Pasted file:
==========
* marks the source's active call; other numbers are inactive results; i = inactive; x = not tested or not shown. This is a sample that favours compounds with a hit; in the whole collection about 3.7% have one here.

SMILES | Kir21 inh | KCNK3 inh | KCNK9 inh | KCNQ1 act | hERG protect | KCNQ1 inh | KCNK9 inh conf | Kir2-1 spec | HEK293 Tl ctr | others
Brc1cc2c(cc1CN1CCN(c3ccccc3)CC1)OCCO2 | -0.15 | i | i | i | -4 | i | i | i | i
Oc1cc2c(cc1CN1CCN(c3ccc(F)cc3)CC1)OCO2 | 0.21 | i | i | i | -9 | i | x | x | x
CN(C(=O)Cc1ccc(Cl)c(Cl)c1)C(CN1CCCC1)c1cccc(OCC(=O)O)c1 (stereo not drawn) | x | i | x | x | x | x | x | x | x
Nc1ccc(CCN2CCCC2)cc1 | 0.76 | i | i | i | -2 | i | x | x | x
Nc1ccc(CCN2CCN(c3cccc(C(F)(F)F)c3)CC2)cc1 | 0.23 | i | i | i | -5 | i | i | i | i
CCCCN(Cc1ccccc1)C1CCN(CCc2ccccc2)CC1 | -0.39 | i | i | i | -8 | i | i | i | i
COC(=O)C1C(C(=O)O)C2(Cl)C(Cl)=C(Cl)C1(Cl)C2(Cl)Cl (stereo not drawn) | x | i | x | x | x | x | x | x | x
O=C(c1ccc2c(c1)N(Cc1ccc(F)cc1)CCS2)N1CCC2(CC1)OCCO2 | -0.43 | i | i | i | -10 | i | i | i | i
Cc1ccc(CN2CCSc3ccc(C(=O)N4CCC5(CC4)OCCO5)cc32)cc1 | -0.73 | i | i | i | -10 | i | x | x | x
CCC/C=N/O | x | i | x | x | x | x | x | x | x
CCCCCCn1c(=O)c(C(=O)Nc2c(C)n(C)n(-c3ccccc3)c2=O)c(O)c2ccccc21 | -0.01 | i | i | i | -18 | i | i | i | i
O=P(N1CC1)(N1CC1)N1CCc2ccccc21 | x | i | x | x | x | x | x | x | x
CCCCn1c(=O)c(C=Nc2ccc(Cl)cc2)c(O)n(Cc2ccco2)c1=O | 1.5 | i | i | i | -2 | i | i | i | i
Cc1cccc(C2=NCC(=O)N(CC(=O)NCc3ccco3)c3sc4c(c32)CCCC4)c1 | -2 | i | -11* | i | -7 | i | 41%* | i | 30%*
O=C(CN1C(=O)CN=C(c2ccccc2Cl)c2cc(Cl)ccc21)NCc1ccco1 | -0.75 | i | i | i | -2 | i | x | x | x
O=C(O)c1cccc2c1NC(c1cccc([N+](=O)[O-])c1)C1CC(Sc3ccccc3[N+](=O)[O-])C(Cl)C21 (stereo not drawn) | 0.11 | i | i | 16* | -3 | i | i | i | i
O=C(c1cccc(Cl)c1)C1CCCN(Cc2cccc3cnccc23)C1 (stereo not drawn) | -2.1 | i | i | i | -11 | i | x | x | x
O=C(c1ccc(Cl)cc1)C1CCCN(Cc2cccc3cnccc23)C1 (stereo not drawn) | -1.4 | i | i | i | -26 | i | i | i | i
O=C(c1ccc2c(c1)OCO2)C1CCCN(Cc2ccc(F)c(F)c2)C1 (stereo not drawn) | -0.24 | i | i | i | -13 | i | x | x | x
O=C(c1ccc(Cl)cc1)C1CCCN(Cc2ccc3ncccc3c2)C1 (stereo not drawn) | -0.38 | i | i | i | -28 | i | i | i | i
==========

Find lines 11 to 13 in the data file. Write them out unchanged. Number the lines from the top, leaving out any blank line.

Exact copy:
Cc1ccc(CN2CCSc3ccc(C(=O)N4CCC5(CC4)OCCO5)cc32)cc1 | -0.73 | i | i | i | -10 | i | x | x | x
CCC/C=N/O | x | i | x | x | x | x | x | x | x
CCCCCCn1c(=O)c(C(=O)Nc2c(C)n(C)n(-c3ccccc3)c2=O)c(O)c2ccccc21 | -0.01 | i | i | i | -18 | i | i | i | i